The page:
A Child's First 1,000 Days Last Forever
Stunted growth in the first months of life – affecting 8 million children in China – can cause irreversible impairment
Beijing, 18 April 2013 – A new UNICEF report issued today offers evidence that real progress is being made in the fight against stunted growth – the hidden face of poverty for 165 million children under the age of five. The report shows that accelerated progress is both possible and necessary.
Improving Child Nutrition: The achievable imperative for global progress confirms that a key to success against stunting is focusing attention on pregnancy and the first two years of a child's life. Stunting in a child is not only about being too short for his or her age. It can also mean suffering from stunted development of the brain and cognitive capacity.
“Stunting can kill opportunities in life for a child and kill opportunities for development of a nation,” said UNICEF Executive Director Anthony Lake. “Our evidence of the progress that is being achieved shows that now is the time to accelerate it.”
One out of four children under the age of five globally is stunted because of chronic undernutrition in crucial periods of growth. An estimated 80 per cent of the world's stunted children live in just 14 countries, including China.
China has made swift progress in reducing stunting. In 2006, China had the second largest number of stunted children after India.The newly released report shows that today China has the 4th largest number of stunted children among all countries. There are 8.059 million stunted children under 5 in China.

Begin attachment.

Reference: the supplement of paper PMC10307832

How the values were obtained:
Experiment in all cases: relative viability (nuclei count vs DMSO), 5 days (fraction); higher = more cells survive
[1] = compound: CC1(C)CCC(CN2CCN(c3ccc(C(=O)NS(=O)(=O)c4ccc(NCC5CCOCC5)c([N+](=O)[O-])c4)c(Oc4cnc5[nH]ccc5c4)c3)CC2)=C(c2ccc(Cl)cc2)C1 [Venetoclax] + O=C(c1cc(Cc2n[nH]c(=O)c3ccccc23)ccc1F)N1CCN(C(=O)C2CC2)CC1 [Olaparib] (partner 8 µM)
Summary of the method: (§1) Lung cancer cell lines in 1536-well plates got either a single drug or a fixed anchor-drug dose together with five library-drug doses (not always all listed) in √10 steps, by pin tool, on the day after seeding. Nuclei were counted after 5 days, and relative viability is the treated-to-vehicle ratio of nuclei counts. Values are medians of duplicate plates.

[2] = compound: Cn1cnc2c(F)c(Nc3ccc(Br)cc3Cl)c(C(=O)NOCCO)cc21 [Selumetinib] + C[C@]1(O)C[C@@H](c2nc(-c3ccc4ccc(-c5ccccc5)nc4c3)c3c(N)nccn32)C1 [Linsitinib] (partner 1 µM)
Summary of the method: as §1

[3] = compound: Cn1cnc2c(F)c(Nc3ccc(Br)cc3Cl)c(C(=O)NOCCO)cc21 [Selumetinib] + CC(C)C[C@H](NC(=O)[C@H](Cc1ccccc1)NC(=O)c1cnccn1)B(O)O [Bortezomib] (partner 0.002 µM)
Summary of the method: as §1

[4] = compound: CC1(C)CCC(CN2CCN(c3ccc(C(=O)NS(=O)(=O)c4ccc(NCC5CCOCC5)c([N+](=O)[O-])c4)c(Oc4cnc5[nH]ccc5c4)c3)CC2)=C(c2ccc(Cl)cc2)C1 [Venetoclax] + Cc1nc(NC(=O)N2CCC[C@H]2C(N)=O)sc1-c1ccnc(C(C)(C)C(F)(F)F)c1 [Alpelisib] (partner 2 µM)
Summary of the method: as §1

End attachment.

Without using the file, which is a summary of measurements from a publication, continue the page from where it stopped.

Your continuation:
The damage done to a child's body and brain by stunting is irreversible. It drags down performance at school and future earnings. It is an injustice often passed from generation to generation that cuts away at national development. Stunted children are also at a higher risk of dying from infectious diseases than other children.
In China, one out of 10 children under five is stunted. However stunting is more serious in the countryside than in urban areas. According to a national survey in 2010, the stunting rate in rural areas was almost three times that of cities.
The first 1,000 days of life – from conception through the first two years – is a crucial period for shaping the brain's architecture, increasingly linked to lifelong potential. Investment in the first 1,000 days contributes to long term human development benefits.
In 2012 UNICEF began pilot projects on integration of health, nutrition and early stimulation measures for pregnant women, children under two years and their caregivers. The project aims to demonstrate how integrated early childhood development (IECD) can contribute to breaking the cycle of poverty in remote areas of Guizhou and Shanxi Provinces.
Robert Scherpbier, UNICEF China's Chief of Health and Nutrition says:, “Stunting can be defeated if we take action in the first 1,000 days, from the baby's conception to its second birthday. UNICEF China is supporting the Ministry of Health to fight stunting in rural China by improving women's nutrition, early initiation of exclusive breastfeeding, providing protein, vitamin and mineral supplements as well as promoting appropriate food.”
UNICEF works in some of the world's toughest places, to reach the world's most disadvantaged children. Across 190 countries and territories, we work for every child, everywhere, to build a better world for everyone.
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